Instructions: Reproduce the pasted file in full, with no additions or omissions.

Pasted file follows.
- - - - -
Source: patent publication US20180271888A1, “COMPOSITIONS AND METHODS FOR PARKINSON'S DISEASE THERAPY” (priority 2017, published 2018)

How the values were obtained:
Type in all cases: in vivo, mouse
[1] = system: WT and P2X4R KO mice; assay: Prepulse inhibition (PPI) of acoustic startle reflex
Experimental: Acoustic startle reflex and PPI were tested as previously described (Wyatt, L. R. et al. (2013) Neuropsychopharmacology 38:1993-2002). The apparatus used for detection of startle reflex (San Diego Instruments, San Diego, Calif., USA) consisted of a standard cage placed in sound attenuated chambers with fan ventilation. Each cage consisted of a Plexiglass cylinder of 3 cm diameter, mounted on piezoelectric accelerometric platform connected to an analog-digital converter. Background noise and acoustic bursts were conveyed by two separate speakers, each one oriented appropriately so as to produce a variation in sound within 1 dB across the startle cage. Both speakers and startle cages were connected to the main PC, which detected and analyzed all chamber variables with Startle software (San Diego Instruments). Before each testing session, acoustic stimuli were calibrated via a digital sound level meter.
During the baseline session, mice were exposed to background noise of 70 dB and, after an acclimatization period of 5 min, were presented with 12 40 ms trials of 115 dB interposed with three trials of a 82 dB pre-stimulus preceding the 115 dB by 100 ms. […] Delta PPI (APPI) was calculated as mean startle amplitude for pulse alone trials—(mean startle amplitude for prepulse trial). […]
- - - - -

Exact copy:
Source: patent publication US20180271888A1, “COMPOSITIONS AND METHODS FOR PARKINSON'S DISEASE THERAPY” (priority 2017, published 2018)

How the values were obtained:
Type in all cases: in vivo, mouse
[1] = system: WT and P2X4R KO mice; assay: Prepulse inhibition (PPI) of acoustic startle reflex
Experimental: Acoustic startle reflex and PPI were tested as previously described (Wyatt, L. R. et al. (2013) Neuropsychopharmacology 38:1993-2002). The apparatus used for detection of startle reflex (San Diego Instruments, San Diego, Calif., USA) consisted of a standard cage placed in sound attenuated chambers with fan ventilation. Each cage consisted of a Plexiglass cylinder of 3 cm diameter, mounted on piezoelectric accelerometric platform connected to an analog-digital converter. Background noise and acoustic bursts were conveyed by two separate speakers, each one oriented appropriately so as to produce a variation in sound within 1 dB across the startle cage. Both speakers and startle cages were connected to the main PC, which detected and analyzed all chamber variables with Startle software (San Diego Instruments). Before each testing session, acoustic stimuli were calibrated via a digital sound level meter.
During the baseline session, mice were exposed to background noise of 70 dB and, after an acclimatization period of 5 min, were presented with 12 40 ms trials of 115 dB interposed with three trials of a 82 dB pre-stimulus preceding the 115 dB by 100 ms. […] Delta PPI (APPI) was calculated as mean startle amplitude for pulse alone trials—(mean startle amplitude for prepulse trial). […]